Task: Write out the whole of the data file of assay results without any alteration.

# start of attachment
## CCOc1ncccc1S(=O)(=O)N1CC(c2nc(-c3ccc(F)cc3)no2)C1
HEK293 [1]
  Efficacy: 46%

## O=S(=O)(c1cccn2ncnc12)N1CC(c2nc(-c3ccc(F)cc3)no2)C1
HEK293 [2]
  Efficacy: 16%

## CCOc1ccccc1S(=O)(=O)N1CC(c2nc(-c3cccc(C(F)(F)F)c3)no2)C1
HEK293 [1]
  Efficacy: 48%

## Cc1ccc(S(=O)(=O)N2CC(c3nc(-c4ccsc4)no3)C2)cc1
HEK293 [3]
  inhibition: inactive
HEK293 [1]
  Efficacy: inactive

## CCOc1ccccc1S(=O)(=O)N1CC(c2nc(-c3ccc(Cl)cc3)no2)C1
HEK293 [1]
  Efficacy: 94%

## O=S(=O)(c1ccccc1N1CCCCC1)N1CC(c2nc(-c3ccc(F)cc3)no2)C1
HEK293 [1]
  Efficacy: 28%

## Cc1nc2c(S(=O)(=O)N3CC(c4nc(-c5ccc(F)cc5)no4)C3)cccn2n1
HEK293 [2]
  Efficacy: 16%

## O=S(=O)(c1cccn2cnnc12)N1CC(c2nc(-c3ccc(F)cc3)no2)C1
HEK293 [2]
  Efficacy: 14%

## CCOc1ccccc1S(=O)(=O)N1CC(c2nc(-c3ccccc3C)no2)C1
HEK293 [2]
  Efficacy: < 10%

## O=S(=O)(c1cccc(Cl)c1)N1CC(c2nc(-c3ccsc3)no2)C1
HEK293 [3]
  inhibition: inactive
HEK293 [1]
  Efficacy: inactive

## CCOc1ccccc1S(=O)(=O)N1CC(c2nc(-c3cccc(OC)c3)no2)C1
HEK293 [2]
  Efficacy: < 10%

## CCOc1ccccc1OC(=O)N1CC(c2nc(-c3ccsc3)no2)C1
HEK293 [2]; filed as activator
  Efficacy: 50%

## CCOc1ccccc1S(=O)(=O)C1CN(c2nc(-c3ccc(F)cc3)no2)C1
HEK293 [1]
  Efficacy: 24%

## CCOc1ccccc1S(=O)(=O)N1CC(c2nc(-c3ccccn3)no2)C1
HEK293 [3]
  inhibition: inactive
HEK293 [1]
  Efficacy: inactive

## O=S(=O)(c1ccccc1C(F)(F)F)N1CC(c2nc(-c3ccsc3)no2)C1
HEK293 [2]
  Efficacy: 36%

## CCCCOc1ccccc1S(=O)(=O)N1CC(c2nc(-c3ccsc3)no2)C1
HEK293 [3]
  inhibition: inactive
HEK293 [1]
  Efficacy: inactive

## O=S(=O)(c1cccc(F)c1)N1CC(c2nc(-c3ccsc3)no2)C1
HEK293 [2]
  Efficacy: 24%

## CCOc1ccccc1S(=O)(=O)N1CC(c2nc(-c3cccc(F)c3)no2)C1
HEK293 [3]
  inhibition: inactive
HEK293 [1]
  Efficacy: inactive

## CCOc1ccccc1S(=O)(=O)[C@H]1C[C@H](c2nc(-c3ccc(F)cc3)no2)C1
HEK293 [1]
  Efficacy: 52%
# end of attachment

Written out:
## CCOc1ncccc1S(=O)(=O)N1CC(c2nc(-c3ccc(F)cc3)no2)C1
HEK293 [1]
  Efficacy: 46%

## O=S(=O)(c1cccn2ncnc12)N1CC(c2nc(-c3ccc(F)cc3)no2)C1
HEK293 [2]
  Efficacy: 16%

## CCOc1ccccc1S(=O)(=O)N1CC(c2nc(-c3cccc(C(F)(F)F)c3)no2)C1
HEK293 [1]
  Efficacy: 48%

## Cc1ccc(S(=O)(=O)N2CC(c3nc(-c4ccsc4)no3)C2)cc1
HEK293 [3]
  inhibition: inactive
HEK293 [1]
  Efficacy: inactive

## CCOc1ccccc1S(=O)(=O)N1CC(c2nc(-c3ccc(Cl)cc3)no2)C1
HEK293 [1]
  Efficacy: 94%

## O=S(=O)(c1ccccc1N1CCCCC1)N1CC(c2nc(-c3ccc(F)cc3)no2)C1
HEK293 [1]
  Efficacy: 28%

## Cc1nc2c(S(=O)(=O)N3CC(c4nc(-c5ccc(F)cc5)no4)C3)cccn2n1
HEK293 [2]
  Efficacy: 16%

## O=S(=O)(c1cccn2cnnc12)N1CC(c2nc(-c3ccc(F)cc3)no2)C1
HEK293 [2]
  Efficacy: 14%

## CCOc1ccccc1S(=O)(=O)N1CC(c2nc(-c3ccccc3C)no2)C1
HEK293 [2]
  Efficacy: < 10%

## O=S(=O)(c1cccc(Cl)c1)N1CC(c2nc(-c3ccsc3)no2)C1
HEK293 [3]
  inhibition: inactive
HEK293 [1]
  Efficacy: inactive

## CCOc1ccccc1S(=O)(=O)N1CC(c2nc(-c3cccc(OC)c3)no2)C1
HEK293 [2]
  Efficacy: < 10%

## CCOc1ccccc1OC(=O)N1CC(c2nc(-c3ccsc3)no2)C1
HEK293 [2]; filed as activator
  Efficacy: 50%

## CCOc1ccccc1S(=O)(=O)C1CN(c2nc(-c3ccc(F)cc3)no2)C1
HEK293 [1]
  Efficacy: 24%

## CCOc1ccccc1S(=O)(=O)N1CC(c2nc(-c3ccccn3)no2)C1
HEK293 [3]
  inhibition: inactive
HEK293 [1]
  Efficacy: inactive

## O=S(=O)(c1ccccc1C(F)(F)F)N1CC(c2nc(-c3ccsc3)no2)C1
HEK293 [2]
  Efficacy: 36%

## CCCCOc1ccccc1S(=O)(=O)N1CC(c2nc(-c3ccsc3)no2)C1
HEK293 [3]
  inhibition: inactive
HEK293 [1]
  Efficacy: inactive

## O=S(=O)(c1cccc(F)c1)N1CC(c2nc(-c3ccsc3)no2)C1
HEK293 [2]
  Efficacy: 24%

## CCOc1ccccc1S(=O)(=O)N1CC(c2nc(-c3cccc(F)c3)no2)C1
HEK293 [3]
  inhibition: inactive
HEK293 [1]
  Efficacy: inactive

## CCOc1ccccc1S(=O)(=O)[C@H]1C[C@H](c2nc(-c3ccc(F)cc3)no2)C1
HEK293 [1]
  Efficacy: 52%